Citroens in Africa—success and failure

Browse pages
Current page

1

Current page

2

Current page

3

Current page

4

Current page

5

Current page

6

Current page

7

Current page

8

Current page

9

Current page

10

Current page

11

Current page

12

Current page

13

Current page

14

Current page

15

Current page

16

Current page

17

Current page

18

Current page

19

Current page

20

Current page

21

Current page

22

Current page

23

Current page

24

Current page

25

Current page

26

Current page

27

Current page

28

Current page

29

Current page

30

Current page

31

Current page

32

Current page

33

Current page

34

Current page

35

Current page

36

Current page

37

Current page

38

Current page

39

Current page

40

Current page

41

Current page

42

Current page

43

Current page

44

Current page

45

Current page

46

Current page

47

Current page

48

Current page

49

Current page

50

Current page

51

Current page

52

Current page

53

Current page

54

Current page

55

Current page

56

Current page

57

Current page

58

Current page

59

Current page

60

Current page

61

Current page

62

Current page

63

Current page

64

Current page

65

Current page

66

Current page

67

Current page

68

Current page

69

Current page

70

Current page

71

Current page

72

Current page

73

Current page

74

Current page

75

Current page

76

Current page

77

Current page

78

Current page

79

Current page

80

Current page

81

Current page

82

Current page

83

Current page

84

Current page

85

Current page

86

Current page

87

Current page

88

Current page

89

Current page

90

Current page

91

Current page

92

Sir,

Four years ago you published two letters from me entitled “The New Citroëns—Where They Fail.” You may like to hear how they have progressed in Africa since then.

A car may win the Monte (though not the Safari) and still have glaring faults in general use when weather, time and third-rate agents have time enough to wreck it.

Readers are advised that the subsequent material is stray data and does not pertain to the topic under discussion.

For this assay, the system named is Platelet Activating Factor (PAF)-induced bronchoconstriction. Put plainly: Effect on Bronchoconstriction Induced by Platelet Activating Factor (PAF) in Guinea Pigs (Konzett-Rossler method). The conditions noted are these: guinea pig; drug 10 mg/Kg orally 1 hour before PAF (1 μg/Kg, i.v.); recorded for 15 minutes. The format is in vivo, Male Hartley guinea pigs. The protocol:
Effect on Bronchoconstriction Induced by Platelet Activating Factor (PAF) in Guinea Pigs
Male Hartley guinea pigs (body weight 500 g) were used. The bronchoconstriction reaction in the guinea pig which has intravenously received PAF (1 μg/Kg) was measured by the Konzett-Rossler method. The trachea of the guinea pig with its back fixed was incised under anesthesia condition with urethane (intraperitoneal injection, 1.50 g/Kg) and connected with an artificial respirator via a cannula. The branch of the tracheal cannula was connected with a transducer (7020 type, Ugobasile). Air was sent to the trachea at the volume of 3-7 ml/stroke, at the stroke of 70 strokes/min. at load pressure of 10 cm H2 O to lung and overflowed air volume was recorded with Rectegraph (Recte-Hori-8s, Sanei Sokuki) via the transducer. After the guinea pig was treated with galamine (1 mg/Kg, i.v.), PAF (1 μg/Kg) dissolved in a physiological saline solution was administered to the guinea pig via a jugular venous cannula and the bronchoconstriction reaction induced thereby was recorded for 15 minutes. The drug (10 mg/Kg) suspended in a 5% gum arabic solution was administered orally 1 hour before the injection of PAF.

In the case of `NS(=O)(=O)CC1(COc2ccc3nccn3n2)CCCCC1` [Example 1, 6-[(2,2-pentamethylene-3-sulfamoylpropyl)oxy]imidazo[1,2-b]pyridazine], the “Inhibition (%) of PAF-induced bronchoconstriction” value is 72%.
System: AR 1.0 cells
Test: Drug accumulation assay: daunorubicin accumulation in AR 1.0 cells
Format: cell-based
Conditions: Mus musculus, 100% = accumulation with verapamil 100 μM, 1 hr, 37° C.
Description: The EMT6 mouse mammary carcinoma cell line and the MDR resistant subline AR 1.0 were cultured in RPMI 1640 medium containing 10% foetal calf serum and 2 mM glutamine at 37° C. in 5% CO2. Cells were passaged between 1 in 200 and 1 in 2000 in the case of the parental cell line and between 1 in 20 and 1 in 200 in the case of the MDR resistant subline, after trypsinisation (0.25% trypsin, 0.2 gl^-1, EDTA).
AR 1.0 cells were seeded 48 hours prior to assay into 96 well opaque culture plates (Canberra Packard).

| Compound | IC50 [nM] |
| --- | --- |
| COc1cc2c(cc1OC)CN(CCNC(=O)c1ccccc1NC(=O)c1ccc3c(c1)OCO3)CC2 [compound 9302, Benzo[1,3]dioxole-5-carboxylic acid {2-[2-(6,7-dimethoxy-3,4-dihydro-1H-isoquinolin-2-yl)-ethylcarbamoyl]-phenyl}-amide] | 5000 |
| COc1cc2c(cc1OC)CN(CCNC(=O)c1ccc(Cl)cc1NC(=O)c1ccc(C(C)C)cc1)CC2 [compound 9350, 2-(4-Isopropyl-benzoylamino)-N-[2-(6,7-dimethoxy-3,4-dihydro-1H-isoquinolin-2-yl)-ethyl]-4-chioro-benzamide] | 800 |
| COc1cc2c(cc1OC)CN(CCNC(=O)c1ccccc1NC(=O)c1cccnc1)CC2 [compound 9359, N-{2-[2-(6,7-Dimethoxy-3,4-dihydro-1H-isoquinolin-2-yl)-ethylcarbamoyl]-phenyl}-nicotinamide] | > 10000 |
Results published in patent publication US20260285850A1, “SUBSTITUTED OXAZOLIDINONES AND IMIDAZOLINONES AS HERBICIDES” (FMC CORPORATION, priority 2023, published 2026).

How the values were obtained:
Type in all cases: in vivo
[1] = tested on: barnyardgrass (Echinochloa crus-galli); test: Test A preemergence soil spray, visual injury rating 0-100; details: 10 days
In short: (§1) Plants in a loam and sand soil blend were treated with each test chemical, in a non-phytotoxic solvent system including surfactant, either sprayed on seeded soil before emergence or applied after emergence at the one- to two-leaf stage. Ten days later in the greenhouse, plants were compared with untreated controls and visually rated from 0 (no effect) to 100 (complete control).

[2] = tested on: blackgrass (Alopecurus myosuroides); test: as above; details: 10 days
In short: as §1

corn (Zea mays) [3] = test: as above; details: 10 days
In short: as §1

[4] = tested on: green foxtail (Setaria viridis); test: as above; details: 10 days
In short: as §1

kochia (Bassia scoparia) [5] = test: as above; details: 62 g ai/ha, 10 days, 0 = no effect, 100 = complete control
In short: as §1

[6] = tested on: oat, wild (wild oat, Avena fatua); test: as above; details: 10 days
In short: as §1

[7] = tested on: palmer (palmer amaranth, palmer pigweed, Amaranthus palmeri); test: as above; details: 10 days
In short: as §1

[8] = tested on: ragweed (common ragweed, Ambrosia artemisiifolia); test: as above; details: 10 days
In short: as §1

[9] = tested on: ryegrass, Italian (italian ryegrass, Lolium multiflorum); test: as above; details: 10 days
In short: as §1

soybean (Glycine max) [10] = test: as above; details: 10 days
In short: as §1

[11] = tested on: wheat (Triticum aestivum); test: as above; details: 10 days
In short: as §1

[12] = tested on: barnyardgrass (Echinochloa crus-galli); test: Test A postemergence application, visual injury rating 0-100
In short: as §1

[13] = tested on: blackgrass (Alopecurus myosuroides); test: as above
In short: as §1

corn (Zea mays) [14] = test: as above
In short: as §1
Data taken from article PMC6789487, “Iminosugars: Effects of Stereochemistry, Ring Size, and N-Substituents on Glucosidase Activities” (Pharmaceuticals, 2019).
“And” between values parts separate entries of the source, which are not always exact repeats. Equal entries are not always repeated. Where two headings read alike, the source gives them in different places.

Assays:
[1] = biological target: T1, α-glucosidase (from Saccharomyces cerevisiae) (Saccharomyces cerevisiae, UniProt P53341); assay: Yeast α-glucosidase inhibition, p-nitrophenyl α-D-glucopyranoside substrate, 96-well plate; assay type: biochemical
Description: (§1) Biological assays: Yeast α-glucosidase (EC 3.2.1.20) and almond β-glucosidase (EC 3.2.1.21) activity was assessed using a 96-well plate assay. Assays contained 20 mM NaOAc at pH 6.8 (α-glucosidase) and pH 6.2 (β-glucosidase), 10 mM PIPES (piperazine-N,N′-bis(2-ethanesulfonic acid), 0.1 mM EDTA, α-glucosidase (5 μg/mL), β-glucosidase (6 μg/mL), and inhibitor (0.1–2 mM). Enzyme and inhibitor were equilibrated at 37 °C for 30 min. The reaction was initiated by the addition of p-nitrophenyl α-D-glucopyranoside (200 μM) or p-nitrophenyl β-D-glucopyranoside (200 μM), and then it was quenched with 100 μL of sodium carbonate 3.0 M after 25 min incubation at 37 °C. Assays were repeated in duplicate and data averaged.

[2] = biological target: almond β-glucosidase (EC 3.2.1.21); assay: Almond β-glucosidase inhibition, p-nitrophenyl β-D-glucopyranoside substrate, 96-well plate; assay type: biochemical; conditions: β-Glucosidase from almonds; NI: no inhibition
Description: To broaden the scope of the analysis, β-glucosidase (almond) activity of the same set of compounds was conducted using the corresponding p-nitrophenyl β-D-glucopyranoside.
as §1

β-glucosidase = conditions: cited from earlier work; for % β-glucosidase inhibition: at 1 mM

A staunch believer in Citroëns—and a glutton for punishment—I had a tough old French-made Light 15 which was replaced by one of the earliest DS19s in Africa. The faults I listed then still exist except for the dangerously excessive up and down movement which has gone.

After four years the DS went in part-exchange for a French Safari which has now done 20,000 miles—the world’s best station-wagon backed by the world’s worst spares and service organisation. What a car—spacious, brilliantly designed, safe, more commodious than any other including the gargantuan Yanks with their pitiful headroom—and what a let-down when trouble starts.

Just out of guarantee the battery failed due to faulty manufacture. A new one was fitted—I paid. Faulty assembly of the rear suspension units needed rectifying early in the life of the car. At 10,000 miles the high-pressure pump oil seals went. Spare pump? Spare seals? Not in Southern or Central Africa. Citroën, Slough, made the greatest servicing offer of 1962—you take off your pump and send it to us by sea—we will recondition it and return it, also by sea. THEY REFUSED TO SEND A PUMP OR SEALS WITHOUT RECEIVING MINE FIRST and they had obviously never heard of air freight. Result: car unserviceable for two months until Citroën, Paris, supplied a few pump kits.

13,000 miles: clutch thrust bearing went (a weak point in these cars due to impoverished lubrication). Any available? Not on your life. Luckily a crashed car was in the garage and they gave me the bearing out of that.

15,000 miles: fuel line blockage from disintegration of the lining paint of the tank (a Citroën fault for years and years, which also happened on the DS) so out comes the tank and in goes an extra fuel filter.

18,000 miles: petrol pump packed up—defective diaphragm. Miraculously a spare was available, which took me only another 1,000 miles before one of the non-return springs integral with the pump and supposed to last the life of the pump, broke. Could get a new pump? No, not in the whole of Rhodesia and South Africa. Result—off the road again.

So here I am with my third Citroën—a World-beating station-wagon backed by no spares, no factory support and negligible agencies.

This cannot go on. Much though I love my Citroëns, it is the end of the road for them. With great regret I shall part-exchange my white elephant for something sturdy and well supplied with spares, which here means Peugeot, Mercedes, VW Microbus or a dreadful wallowing thirsty Yank which will at least have an engine capable of 100,000 trouble-free miles and spares when I need them.

J.R. Scarr.
S. Rhodesia.